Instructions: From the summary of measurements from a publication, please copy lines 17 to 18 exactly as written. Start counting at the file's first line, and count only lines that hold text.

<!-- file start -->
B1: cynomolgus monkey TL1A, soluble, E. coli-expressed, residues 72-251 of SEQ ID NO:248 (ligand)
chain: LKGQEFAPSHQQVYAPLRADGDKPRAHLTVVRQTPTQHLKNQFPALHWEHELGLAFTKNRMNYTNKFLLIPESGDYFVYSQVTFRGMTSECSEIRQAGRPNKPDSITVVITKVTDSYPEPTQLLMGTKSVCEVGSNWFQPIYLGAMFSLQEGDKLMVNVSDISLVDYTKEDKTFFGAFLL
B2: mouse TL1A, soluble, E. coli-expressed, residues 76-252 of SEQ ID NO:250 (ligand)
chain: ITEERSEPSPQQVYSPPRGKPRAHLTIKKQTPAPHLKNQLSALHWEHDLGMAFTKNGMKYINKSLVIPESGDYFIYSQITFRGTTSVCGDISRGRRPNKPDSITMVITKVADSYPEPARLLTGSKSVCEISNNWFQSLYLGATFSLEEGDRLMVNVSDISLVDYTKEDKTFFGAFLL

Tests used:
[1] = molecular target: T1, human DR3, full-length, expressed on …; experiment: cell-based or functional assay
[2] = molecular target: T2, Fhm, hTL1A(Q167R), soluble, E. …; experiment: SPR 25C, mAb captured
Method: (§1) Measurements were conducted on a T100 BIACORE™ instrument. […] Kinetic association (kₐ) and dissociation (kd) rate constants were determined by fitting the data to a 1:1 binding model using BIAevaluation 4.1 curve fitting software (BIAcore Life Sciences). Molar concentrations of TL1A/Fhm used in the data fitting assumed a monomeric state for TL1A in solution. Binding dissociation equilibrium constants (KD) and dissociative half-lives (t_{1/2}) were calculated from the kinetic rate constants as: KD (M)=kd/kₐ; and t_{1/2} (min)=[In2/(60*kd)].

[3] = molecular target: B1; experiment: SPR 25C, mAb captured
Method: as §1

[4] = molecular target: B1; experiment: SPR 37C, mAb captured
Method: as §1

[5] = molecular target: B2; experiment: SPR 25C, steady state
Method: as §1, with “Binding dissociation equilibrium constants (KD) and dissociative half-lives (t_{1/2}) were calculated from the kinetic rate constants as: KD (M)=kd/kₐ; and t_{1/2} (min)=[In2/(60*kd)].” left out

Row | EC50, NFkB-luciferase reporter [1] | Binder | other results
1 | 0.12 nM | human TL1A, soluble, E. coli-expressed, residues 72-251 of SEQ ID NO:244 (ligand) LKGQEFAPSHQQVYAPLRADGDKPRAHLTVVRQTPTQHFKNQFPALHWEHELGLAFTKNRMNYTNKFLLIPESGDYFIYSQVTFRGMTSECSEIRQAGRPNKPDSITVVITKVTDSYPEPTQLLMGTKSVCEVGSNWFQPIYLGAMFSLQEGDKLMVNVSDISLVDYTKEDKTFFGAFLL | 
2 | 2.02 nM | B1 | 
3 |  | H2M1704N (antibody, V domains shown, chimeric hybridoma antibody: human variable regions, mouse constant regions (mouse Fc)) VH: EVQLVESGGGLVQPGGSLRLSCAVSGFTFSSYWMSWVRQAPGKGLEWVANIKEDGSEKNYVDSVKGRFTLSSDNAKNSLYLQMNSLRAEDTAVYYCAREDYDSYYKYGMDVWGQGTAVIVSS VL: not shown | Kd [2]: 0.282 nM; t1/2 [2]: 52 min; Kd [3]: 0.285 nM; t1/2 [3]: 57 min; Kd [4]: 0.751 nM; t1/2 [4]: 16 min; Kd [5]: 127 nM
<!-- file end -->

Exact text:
2 | 2.02 nM | B1 | 
3 |  | H2M1704N (antibody, V domains shown, chimeric hybridoma antibody: human variable regions, mouse constant regions (mouse Fc)) VH: EVQLVESGGGLVQPGGSLRLSCAVSGFTFSSYWMSWVRQAPGKGLEWVANIKEDGSEKNYVDSVKGRFTLSSDNAKNSLYLQMNSLRAEDTAVYYCAREDYDSYYKYGMDVWGQGTAVIVSS VL: not shown | Kd [2]: 0.282 nM; t1/2 [2]: 52 min; Kd [3]: 0.285 nM; t1/2 [3]: 57 min; Kd [4]: 0.751 nM; t1/2 [4]: 16 min; Kd [5]: 127 nM